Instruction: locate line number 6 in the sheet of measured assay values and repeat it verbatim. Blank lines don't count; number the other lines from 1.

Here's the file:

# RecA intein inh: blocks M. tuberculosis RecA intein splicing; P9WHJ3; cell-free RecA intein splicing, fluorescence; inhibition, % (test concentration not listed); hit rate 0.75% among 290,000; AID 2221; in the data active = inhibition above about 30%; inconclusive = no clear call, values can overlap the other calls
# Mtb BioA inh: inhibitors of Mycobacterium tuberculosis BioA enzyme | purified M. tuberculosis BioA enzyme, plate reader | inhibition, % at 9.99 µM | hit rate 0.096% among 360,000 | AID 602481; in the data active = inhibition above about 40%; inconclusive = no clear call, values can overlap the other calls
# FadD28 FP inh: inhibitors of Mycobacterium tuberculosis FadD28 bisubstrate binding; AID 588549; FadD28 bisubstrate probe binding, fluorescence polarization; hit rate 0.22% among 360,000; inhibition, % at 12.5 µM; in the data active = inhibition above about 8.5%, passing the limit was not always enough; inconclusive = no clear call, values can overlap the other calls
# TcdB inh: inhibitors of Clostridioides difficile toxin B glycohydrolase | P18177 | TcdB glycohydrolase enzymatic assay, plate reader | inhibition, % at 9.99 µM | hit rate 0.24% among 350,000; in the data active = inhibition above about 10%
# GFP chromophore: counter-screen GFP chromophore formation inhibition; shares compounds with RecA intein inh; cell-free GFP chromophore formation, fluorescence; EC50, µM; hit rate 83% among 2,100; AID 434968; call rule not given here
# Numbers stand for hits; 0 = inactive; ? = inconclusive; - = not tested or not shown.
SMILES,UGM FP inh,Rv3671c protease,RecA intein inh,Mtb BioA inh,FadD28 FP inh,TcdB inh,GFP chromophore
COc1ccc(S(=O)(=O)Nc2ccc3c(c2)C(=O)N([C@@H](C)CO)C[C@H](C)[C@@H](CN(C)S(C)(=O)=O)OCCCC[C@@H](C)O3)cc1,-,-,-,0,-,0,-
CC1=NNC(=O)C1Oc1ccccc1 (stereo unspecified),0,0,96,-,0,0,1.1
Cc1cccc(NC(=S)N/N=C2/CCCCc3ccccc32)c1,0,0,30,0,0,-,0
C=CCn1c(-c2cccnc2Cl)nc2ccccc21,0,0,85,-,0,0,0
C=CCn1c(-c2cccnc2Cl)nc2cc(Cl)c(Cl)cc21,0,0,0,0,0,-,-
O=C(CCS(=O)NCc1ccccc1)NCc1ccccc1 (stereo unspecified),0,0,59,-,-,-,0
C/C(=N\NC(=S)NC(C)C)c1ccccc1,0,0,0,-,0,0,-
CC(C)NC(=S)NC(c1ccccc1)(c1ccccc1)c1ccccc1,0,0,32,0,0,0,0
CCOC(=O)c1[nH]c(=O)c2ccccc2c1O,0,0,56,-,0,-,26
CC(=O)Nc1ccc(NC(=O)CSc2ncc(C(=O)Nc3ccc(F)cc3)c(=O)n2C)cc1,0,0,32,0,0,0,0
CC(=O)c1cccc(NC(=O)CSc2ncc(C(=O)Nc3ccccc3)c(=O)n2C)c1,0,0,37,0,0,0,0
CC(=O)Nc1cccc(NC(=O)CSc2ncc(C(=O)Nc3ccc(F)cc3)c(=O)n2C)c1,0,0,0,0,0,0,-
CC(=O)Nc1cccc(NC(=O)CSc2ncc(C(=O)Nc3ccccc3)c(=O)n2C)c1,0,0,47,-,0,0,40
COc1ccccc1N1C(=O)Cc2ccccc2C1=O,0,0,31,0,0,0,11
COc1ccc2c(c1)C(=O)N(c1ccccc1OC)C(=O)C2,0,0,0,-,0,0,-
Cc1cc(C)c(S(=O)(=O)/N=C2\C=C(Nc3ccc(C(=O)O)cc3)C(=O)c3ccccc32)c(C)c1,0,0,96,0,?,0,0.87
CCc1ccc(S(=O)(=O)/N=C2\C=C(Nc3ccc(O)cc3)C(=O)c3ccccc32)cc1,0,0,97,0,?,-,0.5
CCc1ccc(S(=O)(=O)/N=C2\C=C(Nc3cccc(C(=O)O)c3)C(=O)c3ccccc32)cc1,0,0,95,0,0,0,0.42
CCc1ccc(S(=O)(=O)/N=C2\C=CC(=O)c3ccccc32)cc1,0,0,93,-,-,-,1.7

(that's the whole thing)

# Numbers stand for hits; 0 = inactive; ? = inconclusive; - = not tested or not shown.